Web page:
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Curry was one of my personal favorites to win, especially being one of the leaders in three-pointers made coming into the midseason break. He started off slow but got hot on the final two racks in the first round to finish with 17. Unfortunately it wasn’t good enough to advance.
I spoke to Ryan Anderson before the contest on Friday and he was pretty confident and admitted to practicing different techniques to make him more effective. He struggled on the center rack, only connecting on the money ball and finished with an 18 in the first round. Grade: B+
The Red Mamba cleaned out the first rack and was hot until tired legs got the best of him in round one. Still, he finished with a 19 to advance to represent the West in the finals of the competition. He then faced Kyrie Irving and had the advantage of knowing what score he had to beat but came up a bit short with a 20. His 20 was the second highest output of the evening and it landed him second place… tough way to go out.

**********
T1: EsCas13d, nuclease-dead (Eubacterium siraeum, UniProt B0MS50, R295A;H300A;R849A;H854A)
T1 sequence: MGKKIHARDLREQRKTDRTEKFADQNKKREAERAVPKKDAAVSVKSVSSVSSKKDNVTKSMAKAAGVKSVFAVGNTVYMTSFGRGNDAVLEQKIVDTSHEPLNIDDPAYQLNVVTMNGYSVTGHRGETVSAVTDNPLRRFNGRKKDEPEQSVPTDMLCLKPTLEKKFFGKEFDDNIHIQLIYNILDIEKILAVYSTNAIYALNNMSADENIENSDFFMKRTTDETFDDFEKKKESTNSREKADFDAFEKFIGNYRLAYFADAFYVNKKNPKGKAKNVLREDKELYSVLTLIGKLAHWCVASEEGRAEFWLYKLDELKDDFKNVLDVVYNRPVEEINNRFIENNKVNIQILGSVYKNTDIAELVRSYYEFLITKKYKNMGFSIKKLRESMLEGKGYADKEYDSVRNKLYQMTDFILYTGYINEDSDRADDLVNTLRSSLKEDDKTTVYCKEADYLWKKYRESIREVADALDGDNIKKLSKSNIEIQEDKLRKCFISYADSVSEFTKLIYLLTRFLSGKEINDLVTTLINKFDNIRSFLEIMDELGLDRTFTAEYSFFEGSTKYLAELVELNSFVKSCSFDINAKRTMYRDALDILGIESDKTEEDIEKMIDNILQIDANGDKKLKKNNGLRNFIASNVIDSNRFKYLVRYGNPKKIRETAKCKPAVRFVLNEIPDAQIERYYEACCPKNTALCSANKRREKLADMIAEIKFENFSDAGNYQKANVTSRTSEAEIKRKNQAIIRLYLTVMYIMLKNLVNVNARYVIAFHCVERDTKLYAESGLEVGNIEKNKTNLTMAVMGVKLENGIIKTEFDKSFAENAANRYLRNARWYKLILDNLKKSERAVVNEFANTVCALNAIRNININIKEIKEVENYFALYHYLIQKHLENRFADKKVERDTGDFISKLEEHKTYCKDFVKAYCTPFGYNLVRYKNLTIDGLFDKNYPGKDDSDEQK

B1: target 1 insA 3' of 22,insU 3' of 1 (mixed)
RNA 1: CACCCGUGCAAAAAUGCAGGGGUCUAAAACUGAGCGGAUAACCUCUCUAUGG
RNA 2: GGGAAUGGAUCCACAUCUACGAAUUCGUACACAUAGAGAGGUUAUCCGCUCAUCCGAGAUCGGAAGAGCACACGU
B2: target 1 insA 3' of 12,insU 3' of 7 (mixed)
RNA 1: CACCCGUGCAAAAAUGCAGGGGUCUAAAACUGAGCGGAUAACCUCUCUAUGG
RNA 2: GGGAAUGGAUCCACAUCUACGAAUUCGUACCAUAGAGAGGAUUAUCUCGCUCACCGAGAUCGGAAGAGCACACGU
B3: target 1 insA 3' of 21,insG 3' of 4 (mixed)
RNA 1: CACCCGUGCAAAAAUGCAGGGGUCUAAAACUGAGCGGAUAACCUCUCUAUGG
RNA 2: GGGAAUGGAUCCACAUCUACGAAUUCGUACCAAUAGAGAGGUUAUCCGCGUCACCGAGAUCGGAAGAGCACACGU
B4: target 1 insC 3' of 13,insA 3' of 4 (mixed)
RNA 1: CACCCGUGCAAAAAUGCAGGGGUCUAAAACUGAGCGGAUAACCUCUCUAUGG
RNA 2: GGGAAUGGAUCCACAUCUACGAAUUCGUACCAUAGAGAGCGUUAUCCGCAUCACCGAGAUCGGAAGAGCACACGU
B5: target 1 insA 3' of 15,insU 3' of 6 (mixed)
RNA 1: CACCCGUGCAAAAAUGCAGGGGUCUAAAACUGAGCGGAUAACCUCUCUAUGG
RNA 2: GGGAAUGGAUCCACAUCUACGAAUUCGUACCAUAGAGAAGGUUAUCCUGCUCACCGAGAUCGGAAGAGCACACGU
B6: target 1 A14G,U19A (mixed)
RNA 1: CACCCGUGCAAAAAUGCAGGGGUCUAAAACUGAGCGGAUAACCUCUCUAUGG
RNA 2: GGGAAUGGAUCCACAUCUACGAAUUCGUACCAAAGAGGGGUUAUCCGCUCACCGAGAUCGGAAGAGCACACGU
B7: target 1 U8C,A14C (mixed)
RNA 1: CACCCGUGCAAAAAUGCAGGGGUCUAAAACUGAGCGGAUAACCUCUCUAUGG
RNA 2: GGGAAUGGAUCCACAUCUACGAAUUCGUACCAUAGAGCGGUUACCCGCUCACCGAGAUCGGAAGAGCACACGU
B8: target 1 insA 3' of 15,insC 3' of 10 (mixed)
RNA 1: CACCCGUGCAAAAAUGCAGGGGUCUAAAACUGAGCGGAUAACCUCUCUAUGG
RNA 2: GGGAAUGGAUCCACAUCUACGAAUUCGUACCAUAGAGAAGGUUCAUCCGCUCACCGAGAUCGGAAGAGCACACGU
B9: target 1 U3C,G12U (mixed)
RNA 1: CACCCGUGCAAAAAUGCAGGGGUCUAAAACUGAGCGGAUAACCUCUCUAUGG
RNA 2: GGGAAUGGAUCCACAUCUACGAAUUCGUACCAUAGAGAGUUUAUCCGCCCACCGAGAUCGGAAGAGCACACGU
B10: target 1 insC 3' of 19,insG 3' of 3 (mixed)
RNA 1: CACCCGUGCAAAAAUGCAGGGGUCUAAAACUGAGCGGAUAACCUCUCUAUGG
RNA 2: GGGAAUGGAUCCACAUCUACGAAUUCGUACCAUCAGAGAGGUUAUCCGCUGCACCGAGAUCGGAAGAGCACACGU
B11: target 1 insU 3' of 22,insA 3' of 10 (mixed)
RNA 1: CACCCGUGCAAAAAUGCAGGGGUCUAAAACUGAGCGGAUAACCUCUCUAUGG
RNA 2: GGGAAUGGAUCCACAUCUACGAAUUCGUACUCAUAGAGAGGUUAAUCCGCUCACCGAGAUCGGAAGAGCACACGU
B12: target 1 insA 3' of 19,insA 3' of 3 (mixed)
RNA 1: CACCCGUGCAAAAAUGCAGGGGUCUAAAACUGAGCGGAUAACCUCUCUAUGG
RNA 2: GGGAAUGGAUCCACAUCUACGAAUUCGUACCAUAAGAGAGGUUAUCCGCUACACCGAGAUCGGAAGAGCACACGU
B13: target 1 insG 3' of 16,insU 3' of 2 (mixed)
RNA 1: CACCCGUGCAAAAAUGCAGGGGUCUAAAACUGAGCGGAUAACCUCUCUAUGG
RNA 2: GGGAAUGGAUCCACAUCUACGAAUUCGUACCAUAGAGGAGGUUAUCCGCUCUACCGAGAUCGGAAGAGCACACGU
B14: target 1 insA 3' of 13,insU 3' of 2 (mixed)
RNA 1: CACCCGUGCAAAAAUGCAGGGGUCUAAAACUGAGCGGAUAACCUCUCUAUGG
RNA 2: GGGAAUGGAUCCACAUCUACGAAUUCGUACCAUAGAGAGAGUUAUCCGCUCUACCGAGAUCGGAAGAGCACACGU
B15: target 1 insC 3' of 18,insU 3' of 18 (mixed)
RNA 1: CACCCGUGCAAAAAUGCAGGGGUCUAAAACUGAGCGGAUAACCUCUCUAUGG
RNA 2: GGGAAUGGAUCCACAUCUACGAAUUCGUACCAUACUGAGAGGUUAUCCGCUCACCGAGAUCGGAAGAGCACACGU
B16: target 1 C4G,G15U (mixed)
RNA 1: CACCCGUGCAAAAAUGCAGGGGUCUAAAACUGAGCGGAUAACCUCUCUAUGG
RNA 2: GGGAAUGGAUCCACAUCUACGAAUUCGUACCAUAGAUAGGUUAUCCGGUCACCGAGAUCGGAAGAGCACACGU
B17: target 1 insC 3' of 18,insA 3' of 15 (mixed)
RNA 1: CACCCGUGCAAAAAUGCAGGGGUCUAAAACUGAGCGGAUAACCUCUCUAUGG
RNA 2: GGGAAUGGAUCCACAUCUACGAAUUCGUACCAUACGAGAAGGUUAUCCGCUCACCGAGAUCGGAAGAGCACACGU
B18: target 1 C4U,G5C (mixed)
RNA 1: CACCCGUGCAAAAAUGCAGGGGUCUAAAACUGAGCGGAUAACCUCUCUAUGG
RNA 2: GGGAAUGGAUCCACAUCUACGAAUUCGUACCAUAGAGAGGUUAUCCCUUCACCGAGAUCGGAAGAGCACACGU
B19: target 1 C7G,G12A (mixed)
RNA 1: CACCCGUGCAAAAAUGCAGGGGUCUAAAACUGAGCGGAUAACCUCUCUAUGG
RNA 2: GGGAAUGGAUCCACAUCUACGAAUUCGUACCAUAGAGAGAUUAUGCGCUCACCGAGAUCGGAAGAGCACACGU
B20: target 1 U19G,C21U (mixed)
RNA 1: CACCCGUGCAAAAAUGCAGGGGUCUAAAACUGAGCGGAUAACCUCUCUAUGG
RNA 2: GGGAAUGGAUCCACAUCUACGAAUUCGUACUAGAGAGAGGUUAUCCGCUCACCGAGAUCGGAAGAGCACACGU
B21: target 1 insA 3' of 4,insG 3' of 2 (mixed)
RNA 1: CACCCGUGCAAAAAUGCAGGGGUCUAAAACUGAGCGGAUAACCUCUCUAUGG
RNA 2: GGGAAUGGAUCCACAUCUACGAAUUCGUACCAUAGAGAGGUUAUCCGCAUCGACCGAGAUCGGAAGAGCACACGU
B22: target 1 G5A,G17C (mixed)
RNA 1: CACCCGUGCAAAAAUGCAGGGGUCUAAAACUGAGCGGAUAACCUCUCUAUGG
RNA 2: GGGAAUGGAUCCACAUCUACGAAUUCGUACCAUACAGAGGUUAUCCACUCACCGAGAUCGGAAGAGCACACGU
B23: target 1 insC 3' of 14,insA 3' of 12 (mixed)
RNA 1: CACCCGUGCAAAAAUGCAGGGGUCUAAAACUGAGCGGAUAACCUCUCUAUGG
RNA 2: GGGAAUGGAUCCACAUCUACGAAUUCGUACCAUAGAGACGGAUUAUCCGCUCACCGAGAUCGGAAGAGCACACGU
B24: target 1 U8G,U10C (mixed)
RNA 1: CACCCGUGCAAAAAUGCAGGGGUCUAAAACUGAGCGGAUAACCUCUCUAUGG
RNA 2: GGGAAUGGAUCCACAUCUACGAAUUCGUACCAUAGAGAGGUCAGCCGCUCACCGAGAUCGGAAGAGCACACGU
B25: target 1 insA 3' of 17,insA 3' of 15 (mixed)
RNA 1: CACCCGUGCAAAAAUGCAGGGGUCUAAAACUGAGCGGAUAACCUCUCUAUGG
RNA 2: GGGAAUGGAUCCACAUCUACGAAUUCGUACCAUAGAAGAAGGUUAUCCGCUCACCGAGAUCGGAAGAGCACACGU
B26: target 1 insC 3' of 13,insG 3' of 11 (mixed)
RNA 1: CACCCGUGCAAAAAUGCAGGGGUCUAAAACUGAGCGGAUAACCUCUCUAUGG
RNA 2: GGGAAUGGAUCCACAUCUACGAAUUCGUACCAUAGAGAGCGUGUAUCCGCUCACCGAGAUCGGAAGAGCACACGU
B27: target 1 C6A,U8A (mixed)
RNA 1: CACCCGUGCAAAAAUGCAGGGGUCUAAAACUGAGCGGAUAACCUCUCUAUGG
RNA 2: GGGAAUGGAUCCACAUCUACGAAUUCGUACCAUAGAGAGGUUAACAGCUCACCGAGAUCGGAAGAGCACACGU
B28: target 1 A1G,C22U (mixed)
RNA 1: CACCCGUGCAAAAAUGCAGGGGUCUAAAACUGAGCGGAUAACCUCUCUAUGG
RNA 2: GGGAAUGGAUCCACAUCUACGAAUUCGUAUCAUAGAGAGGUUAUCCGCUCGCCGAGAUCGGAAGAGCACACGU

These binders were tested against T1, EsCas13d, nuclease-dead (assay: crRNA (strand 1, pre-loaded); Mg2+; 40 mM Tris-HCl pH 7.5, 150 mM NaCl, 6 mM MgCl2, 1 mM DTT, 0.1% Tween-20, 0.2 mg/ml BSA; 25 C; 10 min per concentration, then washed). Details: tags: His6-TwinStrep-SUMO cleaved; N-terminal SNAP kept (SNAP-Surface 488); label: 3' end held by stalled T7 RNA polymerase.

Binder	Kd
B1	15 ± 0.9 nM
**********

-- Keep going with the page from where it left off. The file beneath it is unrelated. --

I didn’t expect much from George coming in, but he still managed to disappoint me a little. I figured he’d get a 13 or 14 but he was only able to manage a 10 and didn’t even finish the last rack.
Watching Novak shoot was like watching a great artist paint or sculpt. The form and release on his shot looked crisp and effortless. Nonetheless he struggled on the center rack and finished with 17. His form gets an A+ but his overall performance does not.
After a mediocre start, Irving got warmed up on the center rack and hit four out of five on the final two racks giving him a total of 18, good enough to get him to the finals against Matt Bonner. In round two, Irving was lights out. He was perfect on his opening rack and center rack and made at least three shots on every other rack to bring home the title with a 23. Incidentally, his score was just two points away from the all-time record of 25 shared by Craig Hodges and Jason Kapono (remember him?). Irving continues his assault on the league, gaining fans and notoriety along the way.